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OpenEdge Development: AppBuilder
Control Objects : Basic buttons
 
Basic buttons
In a GUI, a button is equivalent in power and generality to a menu item. Indeed, you can construe a button as being a self‑contained, single‑item menu. Since buttons are normally always visible, they offer more immediacy and convenience than menu items at the cost of taking up more space. Because they do take up more space, you will probably want to use them sparingly.
Because of how they are used in everyday life, buttons in a GUI are associated with invocations, actions, and major state changes, not with minor state changes such as setting a single value. Using them in a way that runs counter to this expectation can make your applications harder and less satisfying for people to use.
AppBuilder supplies a default, undefined button object as well as a number of buttons preconfigured for common applications:
*View page — Applies only to ADM paging (see the “Simple SmartContainers” section). Causes objects associated with a certain page number to appear. You supply the number as an argument to the call in the trigger code. Already‑visible objects assigned to other ADM pages do not disappear.
*OK, Cancel — Accepts/discards changes and closes the parent dialog box or window.
*Done — Calls the application’s shutdown routine.
*Help — Calls the help system.
*First, Prev, Next, Last — Moves the current‑record cursor to the record indicated by the button.
*Custom Size/Color — (Default) Creates a generic button with no action defined on it. You must add the action code yourself in the CHOOSE trigger.
Creating a button instance
Because they are such simple objects, you can create and configure buttons very easily.
To create and configure a button in your application:
1. Right‑click the Button in the Object Palette. Choose the appropriate type of button from the context menu:
Note: If you prefer to use the default (undefined) button, simply left‑click on the icon instead; no menu will open.
2. Move your mouse cursor over a bare spot in your workspace window and click to place the new button.
3. Configure, position, and size it appropriately.
Configuring a button instance
To configure a button, you must:
*Customize the appearance to present appropriate cues to the user.
*Write trigger code to respond to the CHOOSE event.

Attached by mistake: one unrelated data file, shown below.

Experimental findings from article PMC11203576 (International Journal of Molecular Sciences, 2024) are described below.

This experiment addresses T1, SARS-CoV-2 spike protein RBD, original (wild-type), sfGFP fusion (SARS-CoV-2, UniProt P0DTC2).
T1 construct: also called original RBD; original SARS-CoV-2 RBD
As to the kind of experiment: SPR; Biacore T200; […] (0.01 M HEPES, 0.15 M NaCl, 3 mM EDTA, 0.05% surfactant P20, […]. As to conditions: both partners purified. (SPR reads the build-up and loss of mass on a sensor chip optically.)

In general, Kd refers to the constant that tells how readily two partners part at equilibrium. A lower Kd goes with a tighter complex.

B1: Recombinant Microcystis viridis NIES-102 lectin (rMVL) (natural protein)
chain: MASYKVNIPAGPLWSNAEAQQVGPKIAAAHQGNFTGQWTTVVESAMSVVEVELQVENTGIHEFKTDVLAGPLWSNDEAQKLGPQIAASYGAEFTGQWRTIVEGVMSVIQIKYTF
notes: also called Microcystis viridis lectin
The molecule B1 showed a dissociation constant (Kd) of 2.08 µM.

To begin customizing the button’s appearance, select it and choose ToolsProperty Sheet. The Property Sheet dialog box appears:
Minimum configuration
While you can accept many default settings, at a minimum you should do the following:
*Change the object identifier to one that more closely represents the role of this button in your application.
*Set the identifying label to a string or icon that will be meaningful to the user. See the “Setting a button label” section for instructions.
*Resize the button to fit it to its surroundings in a way that minimizes the space it takes up. For the best visual effect, you should make all related buttons the same size, and align them carefully. If one of them is more significant than the others, you can indicate that greater significance by making that button unmistakably larger in one dimension, as in these examples:
For more information on all the settings on the property sheet, see the online help.
Advanced properties
The button object has only the standard advanced properties. See the “Advanced properties” section for further information.
Setting a button label
You can choose to label your buttons with text or an iconic image, but you cannot use both on the same object.
To use a text label, simply type the new string into the Label field. You can even do this without opening the property sheet, if you wish. For your convenience, AppBuilder displays below the toolbar in its main window both the identifier and the label of a button object whenever it is selected.
To use an icon (and override any text label):
1. Double‑click on the square button marked Up. The Choose Image dialog box appears:
2. If the image file you wish to use is listed, select it and click OK. If the Preview check box is on, the image you select will display in the open area to the right of the listing.
If you are looking for a particular type of file (.ico, .bmp, etc.) you can choose to filter for only those files by selecting the appropriate item from the File Type drop‑down list.
3. If the image file is not listed, you can click Browse to look for them. If you will often search certain other directories for image files, you can add the other directories to the drop‑down list in the Directories combo box. Click Edit Path to add a directory, or to modify the order in which they are listed.